For teenagers, obtaining a driver’s license is a ticket to more independence, a part-time job and other freedoms. For parents, the day their kids start driving is rife with anxiety. Some fear that their children are not mature enough to handle the responsibilities of driving; others worry that a negligent motorist will injure their kids.
You can help your children avoid accidents by answering their questions, teaching them how traffic works, and explaining how to drive defensively and avoid dangerous scenarios.
These four tips will help your teenager avoid some of the most common causes of accidents and injuries:
- Eliminate distractions
- Monitor your tire pressure
- Fasten your seatbelt before you start the engine and
- Obey posted speed limits.
Unfortunately, even the most diligent teenage drivers can fall victim to negligent motorist. If your child suffered an injury due to a drunk, distracted or reckless driver in Louisiana, contact Morris Bart, LLC.
A Lake Charles injury lawyer will help you claim the maximum compensation from the at-fault driver. Call 800-537-8185 to schedule a free consultation.
Let’s take a closer look at four essential safety tips for teenage drivers:
- Eliminate Distractions
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According to Students Against Destructive Decisions, passengers are the most common cause of distracted-driving accidents involving teenagers. For this reason, it is illegal for a teenager with an intermediate license to carry more than one non-family passenger aged 21 or younger between 6 p.m. and 5 a.m. unless accompanied by a licensed guardian, parent, or adult aged 21 or older.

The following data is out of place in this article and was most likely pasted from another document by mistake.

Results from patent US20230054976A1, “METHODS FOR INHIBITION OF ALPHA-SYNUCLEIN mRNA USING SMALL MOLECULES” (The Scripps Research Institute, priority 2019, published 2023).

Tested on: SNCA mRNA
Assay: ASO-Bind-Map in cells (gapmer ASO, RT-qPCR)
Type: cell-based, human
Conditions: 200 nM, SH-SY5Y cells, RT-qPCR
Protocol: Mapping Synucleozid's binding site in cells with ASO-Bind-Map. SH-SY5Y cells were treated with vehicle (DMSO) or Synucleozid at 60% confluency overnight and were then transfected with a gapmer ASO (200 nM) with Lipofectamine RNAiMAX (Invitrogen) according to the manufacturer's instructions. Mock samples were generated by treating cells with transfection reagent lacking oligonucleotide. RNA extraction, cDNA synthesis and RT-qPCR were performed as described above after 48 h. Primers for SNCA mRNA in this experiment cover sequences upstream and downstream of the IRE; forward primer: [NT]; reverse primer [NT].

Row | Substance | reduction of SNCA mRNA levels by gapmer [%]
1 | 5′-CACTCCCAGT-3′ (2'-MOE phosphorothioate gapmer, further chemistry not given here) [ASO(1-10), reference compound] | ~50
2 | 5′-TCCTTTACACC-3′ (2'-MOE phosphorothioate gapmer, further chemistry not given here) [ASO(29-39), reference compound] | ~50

In addition to limiting the number of passengers in the vehicle, your teen should know the dangers of these distractions:
- Eating and drinking behind the wheel
- Texting or talking on a cell phone
- Browsing social media
- Adjusting the radio or climate controls; and
- Gawking at distractions outside the vehicle.
- Monitor Your Tire Pressure
Most teenage drivers are aware that drinking alcohol, texting and speeding contribute to accidents. However, many overlook the dangers of driving with low tire pressure.
Under inflated tires tend to wear more rapidly due to excess friction. This increases the likelihood of a blowout. As such, your teen should always keep a tire pressure gauge in the car, and parents should check the pressure in their teens’ tires from time to time.
- Fasten Your Seatbelt before You Start the Engine
According to the Centers for Disease Control and Prevention, wearing a seat belt is the most effective way to prevent injuries and death if an accident happens. However, it is dangerous for drivers to buckle up while the vehicle is in motion. Your teen should make a habit of fastening his or her seat belt before starting the engine.
- Obey Posted Speed Limits
The National Highway Traffic Safety Administration warns that speeding contributed to 30 percent of all traffic fatalities in 2012 – accounting for more than 10,000 deaths. Make sure your teen understands the dangers of speeding, and instruct him or her to slow down in these situations:
- When driving through residential neighborhoods
- When driving through school zones
- When driving in poor weather; and
- When driving near parks.
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If you or your child was injured by a negligent driver, turn to Morris Bart, LLC. An accident attorney in Lake Charles will evaluate your case to determine if you may be entitled to compensation. Call 800-537-8185 today to schedule a free consultation.
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